My journey to the United States began from Guyana, South America. Guyana is a small country surrounded by Brazil, Venezuela, and Suriname. I don’t remember much about living in Guyana, due to the fact that I was only seven years old when my parents decided to migrate to the United States. During the 1970’s, Human rights and civil liberties were suppressed. The government was corrupt and racial violence was erupting. My father feared for the safety of his family, so in 1980 he contacted my extended family in the United States and asked them to sponsor my mother and siblings. My father had to stay behind to tie up some loose ends.
Our first destination in the United Stated was Maryland. We stayed with my Aunt for a few months, then my father’s family in California insisted we head west. My mother and four siblings boarded a Greyhound bus, and seven days later we arrived in Colusa, California, a small farm town outside Sacramento. We lived there for over a year, and in 1981 my father received his sponsorship and was allowed to join his family. Not long after his arrival, he got a job in South Lake Tahoe as an artist.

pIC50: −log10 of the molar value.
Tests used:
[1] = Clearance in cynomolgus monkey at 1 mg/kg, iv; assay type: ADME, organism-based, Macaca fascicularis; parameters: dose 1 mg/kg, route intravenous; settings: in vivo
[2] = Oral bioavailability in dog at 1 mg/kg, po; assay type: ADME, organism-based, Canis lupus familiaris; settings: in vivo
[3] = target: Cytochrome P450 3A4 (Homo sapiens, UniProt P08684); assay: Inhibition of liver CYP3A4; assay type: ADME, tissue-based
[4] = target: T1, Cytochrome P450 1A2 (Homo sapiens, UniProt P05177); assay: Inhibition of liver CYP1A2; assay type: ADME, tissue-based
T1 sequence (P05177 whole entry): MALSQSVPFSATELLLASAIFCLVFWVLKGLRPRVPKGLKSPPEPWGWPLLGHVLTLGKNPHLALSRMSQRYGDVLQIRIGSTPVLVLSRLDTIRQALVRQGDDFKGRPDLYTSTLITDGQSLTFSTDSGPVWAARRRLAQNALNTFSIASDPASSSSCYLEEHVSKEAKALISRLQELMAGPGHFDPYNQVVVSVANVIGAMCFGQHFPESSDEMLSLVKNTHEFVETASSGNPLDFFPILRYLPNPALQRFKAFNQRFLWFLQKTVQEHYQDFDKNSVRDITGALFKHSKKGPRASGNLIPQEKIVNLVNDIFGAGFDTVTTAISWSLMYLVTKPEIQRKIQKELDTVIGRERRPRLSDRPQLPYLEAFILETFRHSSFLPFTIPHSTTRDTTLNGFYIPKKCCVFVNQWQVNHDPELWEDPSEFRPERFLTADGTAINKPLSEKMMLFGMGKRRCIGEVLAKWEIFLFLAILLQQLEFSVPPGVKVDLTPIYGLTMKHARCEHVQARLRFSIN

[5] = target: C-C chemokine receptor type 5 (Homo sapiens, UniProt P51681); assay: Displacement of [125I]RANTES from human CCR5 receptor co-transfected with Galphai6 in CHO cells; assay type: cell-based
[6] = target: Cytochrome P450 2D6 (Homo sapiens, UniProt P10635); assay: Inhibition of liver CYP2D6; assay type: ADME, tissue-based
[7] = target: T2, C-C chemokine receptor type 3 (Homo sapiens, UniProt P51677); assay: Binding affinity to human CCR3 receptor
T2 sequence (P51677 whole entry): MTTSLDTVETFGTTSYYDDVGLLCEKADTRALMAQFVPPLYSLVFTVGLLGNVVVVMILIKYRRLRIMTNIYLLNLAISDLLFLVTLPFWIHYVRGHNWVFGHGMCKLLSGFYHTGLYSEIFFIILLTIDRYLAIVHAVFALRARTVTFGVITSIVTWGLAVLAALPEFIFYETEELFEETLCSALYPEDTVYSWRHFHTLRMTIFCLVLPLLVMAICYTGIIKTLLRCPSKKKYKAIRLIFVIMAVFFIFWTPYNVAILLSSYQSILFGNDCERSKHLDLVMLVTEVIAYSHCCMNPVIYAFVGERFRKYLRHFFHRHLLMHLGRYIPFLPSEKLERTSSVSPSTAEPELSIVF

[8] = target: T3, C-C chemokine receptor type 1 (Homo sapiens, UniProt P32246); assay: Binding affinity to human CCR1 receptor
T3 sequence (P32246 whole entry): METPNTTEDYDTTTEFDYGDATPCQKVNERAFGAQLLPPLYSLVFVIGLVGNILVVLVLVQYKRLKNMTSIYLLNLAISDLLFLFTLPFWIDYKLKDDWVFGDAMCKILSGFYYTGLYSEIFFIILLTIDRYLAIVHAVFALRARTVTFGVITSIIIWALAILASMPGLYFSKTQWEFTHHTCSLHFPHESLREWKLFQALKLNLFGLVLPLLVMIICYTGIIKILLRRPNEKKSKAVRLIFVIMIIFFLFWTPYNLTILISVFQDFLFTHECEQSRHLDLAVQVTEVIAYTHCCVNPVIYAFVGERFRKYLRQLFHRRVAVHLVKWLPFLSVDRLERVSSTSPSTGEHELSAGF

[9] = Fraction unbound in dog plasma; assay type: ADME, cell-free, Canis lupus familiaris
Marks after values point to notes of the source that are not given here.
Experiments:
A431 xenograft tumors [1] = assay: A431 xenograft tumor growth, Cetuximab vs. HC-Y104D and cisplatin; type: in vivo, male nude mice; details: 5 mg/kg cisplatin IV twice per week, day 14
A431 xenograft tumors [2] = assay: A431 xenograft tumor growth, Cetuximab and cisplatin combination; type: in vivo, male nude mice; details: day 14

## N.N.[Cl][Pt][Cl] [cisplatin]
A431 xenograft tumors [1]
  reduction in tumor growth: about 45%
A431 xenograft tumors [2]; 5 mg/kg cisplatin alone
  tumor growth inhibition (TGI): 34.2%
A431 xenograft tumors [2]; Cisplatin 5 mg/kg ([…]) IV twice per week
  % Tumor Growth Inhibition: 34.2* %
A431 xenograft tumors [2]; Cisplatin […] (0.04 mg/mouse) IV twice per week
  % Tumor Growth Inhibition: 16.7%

We arrived in Lake Tahoe during a historical winter season. The snow level was record high. My siblings and I had never seen snow. My brothers loved it, but I have to admit I wasn’t thrilled. I remember it being very cold! Coming from a tropical climate, as a child I loved running around with my shirt off and no shoes. I was very displeased that I now had to layer my clothing. At first, I thought the snow would never stop. But finally when summer came, I was able to better appreciate the beauty of Lake Tahoe. Over the years, I grew to really appreciate all that Tahoe has to offer year-round. I learned to ski so that I could enjoy the winters, but my heart still truly belongs to the summer season. As an adult, I really feel fortunate to have grown up in one of the most beautiful places on earth!